Students protest 'fracking' Thursday in Mount Pleasant

Charlotte Bodak/Staff Photographer Walled Lake freshman Mariah Urueta, Midland freshman Alexis Loebig, and Waterford senior Alysha McClain chant "Once you frack you can't go back" in front of the Comfort Inn Thursday afternoon. "Fracking is a process where drills are used to harvest natural gas out of the ground," said Urueta. "The result ends up causing major harm to the water supply by sticking over 600 harmful chemicals into drinking water."

Chants of "Hell no, hydro-fracking has got to go," were heard near the Mount Pleasant Comfort Inn and Conference Center on Thursday.

Members of the Student Environmental Alliance and Taking Back the Tap were protesting from 2 to 6 p.m. outside the Inn, 2424 S. Mission St., where the Michigan Oil and Gas Association was holding a seminar.

A Facebook event was created by Saline sophomore Chloe Gleichman, president of SEA, to raise awareness by protesting. About 70 people attended the event, coming and going over the four-hour time period.

Gleichman said if water is poisoned, there is no turning back.

“Water is a basic necessity for life,” she said. “If there’s no water, there’s no life.”

Walled Lake sophomore Mariah Urueta, SEA member, held a sign that read, "You can’t drink money and oil."

“We are here in opposition and protest of hydraulic fracturing,” Urueta said. “Fracking is absolutely outrageous and horrible.”

A fact sheet on the Michigan Oil and Gas Association's website said fracking is, "a safe, proven and essential process for recovering natural gas and oil from reserves found deep below the earth and often in tight rock."

Ureta said fracturing, “fracking,” is extracting natural gas from marcellus shale, and the process includes pumping gas that includes more than 600 chemicals into the ground that goes to the water table.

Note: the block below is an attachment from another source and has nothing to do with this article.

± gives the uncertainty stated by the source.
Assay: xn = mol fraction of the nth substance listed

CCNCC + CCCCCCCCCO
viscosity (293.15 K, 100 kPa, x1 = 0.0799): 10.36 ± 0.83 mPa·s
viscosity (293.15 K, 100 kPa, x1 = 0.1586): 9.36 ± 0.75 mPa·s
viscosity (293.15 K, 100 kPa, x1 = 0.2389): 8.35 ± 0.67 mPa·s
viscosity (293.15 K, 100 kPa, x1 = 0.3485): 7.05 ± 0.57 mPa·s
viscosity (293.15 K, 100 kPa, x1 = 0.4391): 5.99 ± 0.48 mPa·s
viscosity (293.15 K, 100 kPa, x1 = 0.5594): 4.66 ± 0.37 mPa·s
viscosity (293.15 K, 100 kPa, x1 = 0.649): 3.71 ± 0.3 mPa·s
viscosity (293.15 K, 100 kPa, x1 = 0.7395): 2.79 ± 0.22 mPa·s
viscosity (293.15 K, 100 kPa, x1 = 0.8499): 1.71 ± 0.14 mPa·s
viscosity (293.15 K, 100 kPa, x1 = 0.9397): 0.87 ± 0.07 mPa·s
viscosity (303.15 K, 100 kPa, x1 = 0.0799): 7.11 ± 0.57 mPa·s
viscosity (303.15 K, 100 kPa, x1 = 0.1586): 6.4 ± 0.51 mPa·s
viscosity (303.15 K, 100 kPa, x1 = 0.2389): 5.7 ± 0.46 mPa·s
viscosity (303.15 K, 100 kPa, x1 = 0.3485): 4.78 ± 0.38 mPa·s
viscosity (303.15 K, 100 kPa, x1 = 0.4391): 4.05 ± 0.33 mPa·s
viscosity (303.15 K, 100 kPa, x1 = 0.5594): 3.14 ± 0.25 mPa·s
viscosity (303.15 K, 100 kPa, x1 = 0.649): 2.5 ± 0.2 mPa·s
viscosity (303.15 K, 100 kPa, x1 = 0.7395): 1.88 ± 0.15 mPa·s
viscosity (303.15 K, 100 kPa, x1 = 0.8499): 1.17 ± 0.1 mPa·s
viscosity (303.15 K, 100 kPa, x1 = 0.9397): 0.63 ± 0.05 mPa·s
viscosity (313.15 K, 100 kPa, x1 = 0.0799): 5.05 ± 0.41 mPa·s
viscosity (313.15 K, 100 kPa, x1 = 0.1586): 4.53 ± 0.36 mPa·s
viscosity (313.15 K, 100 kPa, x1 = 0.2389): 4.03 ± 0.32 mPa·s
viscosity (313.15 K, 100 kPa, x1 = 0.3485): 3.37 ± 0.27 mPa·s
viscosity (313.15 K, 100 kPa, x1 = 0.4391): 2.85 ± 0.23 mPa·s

According to, marcellus shale is “a geological formation that was formed by the accumulation of sediment into a sea. This formation was eventually buried over many thousands of years and compressed to produce an organic-rich black shale.”

Urueta said fracking is not in Mount Pleasant yet, but it’s prevalent in areas north like Pennsylvania with marcellus shale.

The problem with fracking, Urueta said, is it contaminates clean water sources.

“It affects people’s health and farming,” she said.

Hazel Park senior Carlos Coronado held a sign that said, “Poisoning our water.”

“I’m going to be here all day,” he said. “It’s a very unique opportunity on a local level to raise awareness.”

Coronado said many people are unaware of what fracking is, and this is a way to get the word out. People are recognizing what we are doing and honking to support us, he said.

“Previously, the list for fracking-fluid was a disclosed list,” he said.

Saline resident Kurt Gleichman came to support his daughter and spread awareness by holding up a sign that read, “Fracking jobs are grave digging our children.”

He said the fracking process harms the environment and the water supply. There have been accidents that have contaminated the water supply, specifically in Pennsylvania, he said.

“A lot of (it) flows back out, and they take those toxins and eject them into wells in the ground,” he said. “We are trying to nip it in the bud before it comes to Michigan.”


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